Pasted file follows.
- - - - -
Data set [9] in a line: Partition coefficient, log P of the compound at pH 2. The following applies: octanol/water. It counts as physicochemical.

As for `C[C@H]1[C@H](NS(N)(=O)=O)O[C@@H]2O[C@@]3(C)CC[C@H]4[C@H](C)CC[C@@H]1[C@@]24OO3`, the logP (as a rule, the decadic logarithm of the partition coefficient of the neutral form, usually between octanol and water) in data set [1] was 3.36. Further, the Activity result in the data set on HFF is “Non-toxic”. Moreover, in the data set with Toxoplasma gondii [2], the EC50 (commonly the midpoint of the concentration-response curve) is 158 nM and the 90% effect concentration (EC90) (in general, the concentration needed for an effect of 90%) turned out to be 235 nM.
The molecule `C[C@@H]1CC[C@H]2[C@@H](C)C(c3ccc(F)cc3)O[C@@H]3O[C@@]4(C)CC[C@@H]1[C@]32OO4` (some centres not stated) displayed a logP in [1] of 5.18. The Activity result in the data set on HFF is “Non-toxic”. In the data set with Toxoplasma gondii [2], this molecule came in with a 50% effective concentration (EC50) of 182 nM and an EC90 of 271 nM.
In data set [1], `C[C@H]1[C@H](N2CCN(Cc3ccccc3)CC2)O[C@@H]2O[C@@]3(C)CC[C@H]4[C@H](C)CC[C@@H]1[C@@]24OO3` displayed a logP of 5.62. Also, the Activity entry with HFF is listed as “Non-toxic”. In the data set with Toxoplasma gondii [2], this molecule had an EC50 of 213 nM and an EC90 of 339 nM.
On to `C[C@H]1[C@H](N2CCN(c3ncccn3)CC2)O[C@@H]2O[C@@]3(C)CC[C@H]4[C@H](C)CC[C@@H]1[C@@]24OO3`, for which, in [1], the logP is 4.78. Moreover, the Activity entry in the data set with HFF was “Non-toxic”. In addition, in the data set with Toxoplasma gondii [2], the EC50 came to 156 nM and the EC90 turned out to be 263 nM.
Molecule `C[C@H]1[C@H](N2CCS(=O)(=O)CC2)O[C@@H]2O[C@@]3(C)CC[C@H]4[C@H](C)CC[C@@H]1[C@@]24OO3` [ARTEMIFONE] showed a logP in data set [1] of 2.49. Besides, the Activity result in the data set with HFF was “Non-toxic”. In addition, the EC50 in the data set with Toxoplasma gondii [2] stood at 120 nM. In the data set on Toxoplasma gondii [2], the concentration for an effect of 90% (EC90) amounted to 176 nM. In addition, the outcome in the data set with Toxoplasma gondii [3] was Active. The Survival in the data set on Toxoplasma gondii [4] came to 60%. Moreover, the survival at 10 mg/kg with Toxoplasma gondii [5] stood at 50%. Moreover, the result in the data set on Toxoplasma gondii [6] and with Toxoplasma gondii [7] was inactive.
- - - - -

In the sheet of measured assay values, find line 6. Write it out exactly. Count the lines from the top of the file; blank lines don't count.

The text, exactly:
Molecule `C[C@H]1[C@H](N2CCS(=O)(=O)CC2)O[C@@H]2O[C@@]3(C)CC[C@H]4[C@H](C)CC[C@@H]1[C@@]24OO3` [ARTEMIFONE] showed a logP in data set [1] of 2.49. Besides, the Activity result in the data set with HFF was “Non-toxic”. In addition, the EC50 in the data set with Toxoplasma gondii [2] stood at 120 nM. In the data set on Toxoplasma gondii [2], the concentration for an effect of 90% (EC90) amounted to 176 nM. In addition, the outcome in the data set with Toxoplasma gondii [3] was Active. The Survival in the data set on Toxoplasma gondii [4] came to 60%. Moreover, the survival at 10 mg/kg with Toxoplasma gondii [5] stood at 50%. Moreover, the result in the data set on Toxoplasma gondii [6] and with Toxoplasma gondii [7] was inactive.